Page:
In Memoriam: Barbara Kushubar

Posted on April 1st, 2024 by Travis Dix

Averett mourns loss of professor, Hall of Famer Barbara Kushubar, whose impact spanned academics, athletics

By Drew Wilson/Director of Athletics Communications

“Professor Kushubar.” “Coach K.” “Barb.” “Kushubar.” “Kush.” No matter by which name someone knew Barbara Kushubar ’75, her impact ran deep and her reach expanded across many areas of Averett University during her 36 years as a professor and coach after returning to her alma mater.

Few have been as big of an influence on Averett’s campus as Kushubar, who passed away Sunday after a valiant battle with cancer. Perhaps what made Kushubar so special was her ability to connect with so many, as if she had a sixth sense to see that untapped potential in those she guided through their Averett journey.

When Kushubar took over as then-Averett College’s women’s volleyball coach in 1989, the previous head coach, Joy Richman, recommended a student by the name of Danny Miller ‘91, ’95 to continue helping with the program. Eventually, Kushubar helped create a graduate assistant position so that Miller could continue to serve as her assistant after he finished his bachelor’s degree. Together, they built the foundations of success for the women’s volleyball program before Kushubar handed the keys over to Miller after the 1994 season. Clearly, Kushubar saw something in Miller, who went on to win 661 games, eight conference tournament titles and 14 regular season crowns over the next 27 seasons during his Hall of Fame career.

“She helped me find my calling and was instrumental in helping me stay at Averett,” said Miller, who retired from coaching after the 2021 season but continues to serve Averett as deputy director of athletics. “Throughout my entire career, Kushubar was always supportive and there for me and my family. It is hard for me to have to think about Averett without Kushubar around because she’s always been there to help everyone grow and develop. She has always and will continue to be a role model for me.”

A 2014 Averett Athletics Hall of Fame inductee, Kushubar made her mark as a coach in several programs after competing as a student-athlete at Averett in the 1970s. As the volleyball head coach from 1989-1994, she guided the Cougars to four conference titles and was named the conference’s Coach of the Year three consecutive years (1992-1994). Kushubar also coached the women’s tennis program to four conference championships and was named the conference Coach of the Year three consecutive times (1994-1996). She also served as the Averett women’s basketball coach for two seasons and helped with the Cougars’ now-defunct field hockey program in the late 1970s. In addition to coaching, Kushubar was the assistant director of athletics for two years and served as an associate professor in the physical education department from 1986 until her death. She was twice was named the Averett Faculty Member of the Year, received the Faculty Appreciation Award from the football program in 2010, 2011, 2012 and 2013 and served as a Faculty Athletics Mentor for the department. In 2015, Averett’s Department of Athletics honored Kushubar by rebranding one of its major awards as the Barbara Kushubar Female Student-Athlete of the Year Award.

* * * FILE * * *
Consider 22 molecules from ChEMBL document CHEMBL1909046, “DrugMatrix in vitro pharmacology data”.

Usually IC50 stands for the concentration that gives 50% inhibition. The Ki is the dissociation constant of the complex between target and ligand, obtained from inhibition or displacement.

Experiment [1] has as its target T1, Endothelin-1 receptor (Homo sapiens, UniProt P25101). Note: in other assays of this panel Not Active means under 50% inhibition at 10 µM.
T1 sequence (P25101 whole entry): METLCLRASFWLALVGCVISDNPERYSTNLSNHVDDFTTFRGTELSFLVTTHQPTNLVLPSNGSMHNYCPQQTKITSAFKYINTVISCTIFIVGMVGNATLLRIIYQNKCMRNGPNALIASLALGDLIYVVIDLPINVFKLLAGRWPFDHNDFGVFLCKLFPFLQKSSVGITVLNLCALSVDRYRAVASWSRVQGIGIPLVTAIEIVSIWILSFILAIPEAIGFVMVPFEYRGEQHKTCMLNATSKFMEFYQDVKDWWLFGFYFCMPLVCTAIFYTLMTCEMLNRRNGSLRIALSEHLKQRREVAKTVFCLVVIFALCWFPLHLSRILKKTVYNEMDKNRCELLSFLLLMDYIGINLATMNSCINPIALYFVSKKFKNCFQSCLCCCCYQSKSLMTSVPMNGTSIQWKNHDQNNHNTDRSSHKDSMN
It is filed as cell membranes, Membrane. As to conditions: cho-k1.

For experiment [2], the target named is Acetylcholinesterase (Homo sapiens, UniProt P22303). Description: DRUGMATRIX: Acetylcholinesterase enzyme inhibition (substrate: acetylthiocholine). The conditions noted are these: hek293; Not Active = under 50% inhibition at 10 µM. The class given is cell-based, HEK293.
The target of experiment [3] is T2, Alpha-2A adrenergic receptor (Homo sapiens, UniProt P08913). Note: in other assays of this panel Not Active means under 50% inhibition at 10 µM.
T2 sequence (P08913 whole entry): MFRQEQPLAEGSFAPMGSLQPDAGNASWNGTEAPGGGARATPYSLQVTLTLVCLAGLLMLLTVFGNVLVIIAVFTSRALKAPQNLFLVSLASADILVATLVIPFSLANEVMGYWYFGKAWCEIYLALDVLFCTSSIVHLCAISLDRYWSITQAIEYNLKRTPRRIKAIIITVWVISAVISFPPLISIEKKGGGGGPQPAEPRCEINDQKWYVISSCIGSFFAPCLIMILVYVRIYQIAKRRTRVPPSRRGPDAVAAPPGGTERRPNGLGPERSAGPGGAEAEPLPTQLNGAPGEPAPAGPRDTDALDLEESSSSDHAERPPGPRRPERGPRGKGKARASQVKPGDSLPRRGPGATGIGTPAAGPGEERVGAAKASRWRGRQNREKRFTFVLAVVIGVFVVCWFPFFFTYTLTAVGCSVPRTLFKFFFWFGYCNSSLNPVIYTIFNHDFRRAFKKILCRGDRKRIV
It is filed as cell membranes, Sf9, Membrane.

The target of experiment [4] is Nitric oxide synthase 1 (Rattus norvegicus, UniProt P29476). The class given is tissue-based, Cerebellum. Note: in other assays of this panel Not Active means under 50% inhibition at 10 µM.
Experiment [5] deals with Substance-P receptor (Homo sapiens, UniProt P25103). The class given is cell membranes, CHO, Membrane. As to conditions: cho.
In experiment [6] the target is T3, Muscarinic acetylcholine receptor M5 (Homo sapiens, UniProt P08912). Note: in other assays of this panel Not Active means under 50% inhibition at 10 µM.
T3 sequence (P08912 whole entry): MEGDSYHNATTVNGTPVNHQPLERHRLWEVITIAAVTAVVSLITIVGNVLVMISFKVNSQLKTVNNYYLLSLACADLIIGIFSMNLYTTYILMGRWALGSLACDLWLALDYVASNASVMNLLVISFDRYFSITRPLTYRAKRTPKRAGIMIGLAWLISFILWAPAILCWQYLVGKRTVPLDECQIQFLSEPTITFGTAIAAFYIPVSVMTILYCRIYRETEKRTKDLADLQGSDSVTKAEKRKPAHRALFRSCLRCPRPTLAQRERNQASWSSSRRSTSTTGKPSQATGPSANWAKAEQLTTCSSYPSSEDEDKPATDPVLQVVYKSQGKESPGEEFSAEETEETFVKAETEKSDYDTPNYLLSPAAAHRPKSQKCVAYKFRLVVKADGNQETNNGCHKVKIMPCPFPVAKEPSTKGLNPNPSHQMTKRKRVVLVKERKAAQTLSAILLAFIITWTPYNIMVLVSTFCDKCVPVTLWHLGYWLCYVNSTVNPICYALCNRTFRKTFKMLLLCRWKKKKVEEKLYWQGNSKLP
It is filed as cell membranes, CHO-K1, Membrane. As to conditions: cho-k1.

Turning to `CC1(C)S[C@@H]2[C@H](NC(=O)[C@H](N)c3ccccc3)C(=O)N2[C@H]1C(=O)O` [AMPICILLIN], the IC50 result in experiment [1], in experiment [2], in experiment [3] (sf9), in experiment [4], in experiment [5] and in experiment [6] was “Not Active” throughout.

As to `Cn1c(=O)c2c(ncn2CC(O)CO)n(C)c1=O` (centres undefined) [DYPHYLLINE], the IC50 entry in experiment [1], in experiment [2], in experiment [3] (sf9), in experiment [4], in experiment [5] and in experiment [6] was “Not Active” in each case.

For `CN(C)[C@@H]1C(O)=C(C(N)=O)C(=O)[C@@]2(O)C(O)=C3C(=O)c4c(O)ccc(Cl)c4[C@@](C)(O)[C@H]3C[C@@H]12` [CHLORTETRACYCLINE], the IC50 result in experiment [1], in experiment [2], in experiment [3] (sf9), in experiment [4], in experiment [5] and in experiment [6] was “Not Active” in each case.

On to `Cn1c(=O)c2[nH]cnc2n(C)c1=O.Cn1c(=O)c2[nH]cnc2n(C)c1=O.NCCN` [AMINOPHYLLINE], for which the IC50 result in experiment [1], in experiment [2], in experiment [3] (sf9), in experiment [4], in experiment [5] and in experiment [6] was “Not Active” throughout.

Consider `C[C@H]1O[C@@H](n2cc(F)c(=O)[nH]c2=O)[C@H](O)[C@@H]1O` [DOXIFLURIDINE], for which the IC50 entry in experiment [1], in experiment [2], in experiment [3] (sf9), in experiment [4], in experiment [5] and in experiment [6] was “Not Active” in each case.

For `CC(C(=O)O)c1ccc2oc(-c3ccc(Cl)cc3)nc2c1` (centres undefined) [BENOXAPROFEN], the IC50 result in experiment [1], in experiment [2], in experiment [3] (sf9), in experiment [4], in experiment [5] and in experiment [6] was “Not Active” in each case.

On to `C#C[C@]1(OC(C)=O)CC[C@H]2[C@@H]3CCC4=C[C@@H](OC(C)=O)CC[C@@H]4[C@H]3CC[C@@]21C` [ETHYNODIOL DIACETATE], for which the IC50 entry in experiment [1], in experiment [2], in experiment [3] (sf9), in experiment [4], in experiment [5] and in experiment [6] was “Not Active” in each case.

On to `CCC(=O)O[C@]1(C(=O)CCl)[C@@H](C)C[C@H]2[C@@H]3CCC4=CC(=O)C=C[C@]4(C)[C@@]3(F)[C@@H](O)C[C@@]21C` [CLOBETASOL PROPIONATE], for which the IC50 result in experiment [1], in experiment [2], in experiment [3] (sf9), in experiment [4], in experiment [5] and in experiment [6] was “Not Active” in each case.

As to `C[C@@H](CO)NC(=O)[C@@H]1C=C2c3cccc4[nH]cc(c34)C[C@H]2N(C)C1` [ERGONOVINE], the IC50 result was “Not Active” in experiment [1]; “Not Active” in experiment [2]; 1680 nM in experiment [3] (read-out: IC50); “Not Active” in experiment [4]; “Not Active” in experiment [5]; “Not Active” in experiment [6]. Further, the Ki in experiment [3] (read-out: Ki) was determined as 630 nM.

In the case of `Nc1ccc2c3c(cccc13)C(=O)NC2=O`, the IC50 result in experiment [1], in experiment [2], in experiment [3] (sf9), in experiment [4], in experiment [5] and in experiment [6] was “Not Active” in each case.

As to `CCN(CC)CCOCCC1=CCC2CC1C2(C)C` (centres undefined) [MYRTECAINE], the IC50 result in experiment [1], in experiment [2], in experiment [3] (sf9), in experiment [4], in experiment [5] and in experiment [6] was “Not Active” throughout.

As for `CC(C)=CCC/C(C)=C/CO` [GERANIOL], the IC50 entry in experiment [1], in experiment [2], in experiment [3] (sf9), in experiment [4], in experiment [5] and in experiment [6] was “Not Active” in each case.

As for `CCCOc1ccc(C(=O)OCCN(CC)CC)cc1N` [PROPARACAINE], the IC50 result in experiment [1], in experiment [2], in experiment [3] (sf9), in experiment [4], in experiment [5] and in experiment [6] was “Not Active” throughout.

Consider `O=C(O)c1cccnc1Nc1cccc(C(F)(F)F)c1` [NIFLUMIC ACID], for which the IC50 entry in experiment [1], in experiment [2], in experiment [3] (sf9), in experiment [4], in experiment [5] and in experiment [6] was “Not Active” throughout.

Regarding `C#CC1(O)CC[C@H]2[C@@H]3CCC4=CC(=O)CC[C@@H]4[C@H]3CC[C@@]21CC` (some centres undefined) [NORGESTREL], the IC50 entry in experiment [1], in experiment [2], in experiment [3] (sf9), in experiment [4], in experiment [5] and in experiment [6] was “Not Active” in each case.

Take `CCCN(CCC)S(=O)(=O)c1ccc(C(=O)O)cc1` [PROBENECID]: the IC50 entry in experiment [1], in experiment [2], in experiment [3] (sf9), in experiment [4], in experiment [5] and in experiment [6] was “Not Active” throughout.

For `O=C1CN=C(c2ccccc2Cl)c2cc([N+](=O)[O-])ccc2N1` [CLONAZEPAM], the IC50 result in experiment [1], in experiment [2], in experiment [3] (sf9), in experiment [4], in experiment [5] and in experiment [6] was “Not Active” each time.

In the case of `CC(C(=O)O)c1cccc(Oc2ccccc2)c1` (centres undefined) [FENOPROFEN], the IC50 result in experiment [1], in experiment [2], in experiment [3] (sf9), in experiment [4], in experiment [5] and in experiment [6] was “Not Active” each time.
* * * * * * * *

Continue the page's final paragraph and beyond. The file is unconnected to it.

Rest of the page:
Those accolades highlighted the impact that Kushubar made, but they never defined her. It was never about the banners hanging on the walls or the trophies in the lobby showcase. Instead, it was always about the people.

“I can’t tell you my wins or losses, but I can tell you about the students I’ve worked with, the players I’ve coached and those who’ve served as team managers and statisticians,” Kushubar said in 2014 when she was announced as a member of the Averett Hall of Fame class. “It’s been an honor and this award is for those students, not for me.”

Not long after Kushubar’s death was announced by the University Sunday night, alumni, current students, faculty, staff and other members of the community flooded social media with reactions to the heartbreaking news. Many offered condolences, shared memories, wrote tributes and grieved the loss of an Averett icon — some used the “GOAT” emoji, an acronym for “greatest of all time.”

Senior women’s track and field student-athlete Lotta Tiittanen posted the video of Kushubar pinning her during Averett’s Senior Pinning Ceremony last fall.

“’I am beyond proud of you, can’t wait to see what you do in the future, go break barriers I know you can,’” were the words Tiittanen recalled Kushubar sharing with her in that moment.

Those types of encouraging words were the norm from Kushubar. If you passed by her office at the end of the hallway in the Grant Center, you’d regularly find students, coaches and staff members seated in a chair or standing in the doorway. People flocked to Kushubar because she was real. She pushed students to see something in themselves that maybe they hadn’t yet. In turn, they didn’t want to let her down because she cared so deeply for them and their future success.

“Kush had the magical ability to make people believe in themselves,” said Emma Olsson ‘14, ’16, assistant director of athletics and senior woman administrator. Olsson was a student-athlete on the women’s soccer program, then became a graduate assistant within athletics before being promoted to an administrator. Throughout Olsson’s time at Averett, Kushubar took her under her wing and continued to help guide her through her young adult life and career.